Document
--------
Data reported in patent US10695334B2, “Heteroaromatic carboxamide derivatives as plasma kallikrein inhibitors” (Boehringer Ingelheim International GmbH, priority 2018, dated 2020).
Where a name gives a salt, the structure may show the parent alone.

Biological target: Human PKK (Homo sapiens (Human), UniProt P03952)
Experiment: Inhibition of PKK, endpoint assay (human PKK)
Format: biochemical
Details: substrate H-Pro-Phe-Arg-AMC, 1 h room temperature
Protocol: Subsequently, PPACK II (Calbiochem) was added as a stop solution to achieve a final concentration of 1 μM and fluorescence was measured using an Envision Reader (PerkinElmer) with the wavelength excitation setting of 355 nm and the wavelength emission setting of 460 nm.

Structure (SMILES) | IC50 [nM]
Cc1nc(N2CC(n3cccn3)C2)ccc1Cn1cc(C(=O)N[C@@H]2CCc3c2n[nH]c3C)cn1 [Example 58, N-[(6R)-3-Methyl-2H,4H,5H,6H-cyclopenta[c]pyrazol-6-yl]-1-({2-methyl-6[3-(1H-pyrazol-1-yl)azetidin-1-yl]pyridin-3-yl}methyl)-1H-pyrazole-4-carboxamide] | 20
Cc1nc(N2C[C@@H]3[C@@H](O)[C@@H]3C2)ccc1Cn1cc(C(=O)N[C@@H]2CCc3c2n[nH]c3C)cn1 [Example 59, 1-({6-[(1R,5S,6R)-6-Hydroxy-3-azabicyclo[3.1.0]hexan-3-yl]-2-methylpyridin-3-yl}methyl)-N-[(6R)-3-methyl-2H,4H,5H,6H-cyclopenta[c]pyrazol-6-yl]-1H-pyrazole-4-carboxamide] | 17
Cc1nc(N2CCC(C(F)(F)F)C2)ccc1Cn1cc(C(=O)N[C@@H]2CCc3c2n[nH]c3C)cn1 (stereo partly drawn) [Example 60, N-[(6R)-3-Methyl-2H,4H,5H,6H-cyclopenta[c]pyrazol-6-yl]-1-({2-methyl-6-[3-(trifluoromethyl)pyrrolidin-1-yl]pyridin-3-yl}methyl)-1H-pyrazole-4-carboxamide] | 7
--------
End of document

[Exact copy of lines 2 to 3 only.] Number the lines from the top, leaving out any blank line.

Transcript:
Where a name gives a salt, the structure may show the parent alone.

Biological target: Human PKK (Homo sapiens (Human), UniProt P03952)